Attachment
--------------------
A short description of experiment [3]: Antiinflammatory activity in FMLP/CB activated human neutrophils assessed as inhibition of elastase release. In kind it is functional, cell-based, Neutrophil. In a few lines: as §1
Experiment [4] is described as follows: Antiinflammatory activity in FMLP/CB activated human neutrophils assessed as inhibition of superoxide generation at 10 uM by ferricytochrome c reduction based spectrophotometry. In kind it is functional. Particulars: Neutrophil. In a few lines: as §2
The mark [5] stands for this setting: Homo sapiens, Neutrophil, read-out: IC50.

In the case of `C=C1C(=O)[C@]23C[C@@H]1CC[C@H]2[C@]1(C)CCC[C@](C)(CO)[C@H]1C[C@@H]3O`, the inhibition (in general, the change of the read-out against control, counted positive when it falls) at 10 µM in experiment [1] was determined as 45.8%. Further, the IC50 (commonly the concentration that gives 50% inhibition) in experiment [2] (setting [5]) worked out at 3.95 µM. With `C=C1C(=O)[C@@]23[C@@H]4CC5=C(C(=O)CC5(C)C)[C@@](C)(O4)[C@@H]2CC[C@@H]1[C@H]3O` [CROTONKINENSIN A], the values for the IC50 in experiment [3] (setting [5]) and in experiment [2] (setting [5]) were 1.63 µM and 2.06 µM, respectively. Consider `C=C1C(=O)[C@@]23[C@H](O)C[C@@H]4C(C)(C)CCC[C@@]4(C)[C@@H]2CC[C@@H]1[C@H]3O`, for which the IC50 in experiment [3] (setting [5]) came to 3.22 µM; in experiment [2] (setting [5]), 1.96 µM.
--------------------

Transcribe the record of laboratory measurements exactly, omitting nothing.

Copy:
A short description of experiment [3]: Antiinflammatory activity in FMLP/CB activated human neutrophils assessed as inhibition of elastase release. In kind it is functional, cell-based, Neutrophil. In a few lines: as §1
Experiment [4] is described as follows: Antiinflammatory activity in FMLP/CB activated human neutrophils assessed as inhibition of superoxide generation at 10 uM by ferricytochrome c reduction based spectrophotometry. In kind it is functional. Particulars: Neutrophil. In a few lines: as §2
The mark [5] stands for this setting: Homo sapiens, Neutrophil, read-out: IC50.

In the case of `C=C1C(=O)[C@]23C[C@@H]1CC[C@H]2[C@]1(C)CCC[C@](C)(CO)[C@H]1C[C@@H]3O`, the inhibition (in general, the change of the read-out against control, counted positive when it falls) at 10 µM in experiment [1] was determined as 45.8%. Further, the IC50 (commonly the concentration that gives 50% inhibition) in experiment [2] (setting [5]) worked out at 3.95 µM. With `C=C1C(=O)[C@@]23[C@@H]4CC5=C(C(=O)CC5(C)C)[C@@](C)(O4)[C@@H]2CC[C@@H]1[C@H]3O` [CROTONKINENSIN A], the values for the IC50 in experiment [3] (setting [5]) and in experiment [2] (setting [5]) were 1.63 µM and 2.06 µM, respectively. Consider `C=C1C(=O)[C@@]23[C@H](O)C[C@@H]4C(C)(C)CCC[C@@]4(C)[C@@H]2CC[C@@H]1[C@H]3O`, for which the IC50 in experiment [3] (setting [5]) came to 3.22 µM; in experiment [2] (setting [5]), 1.96 µM.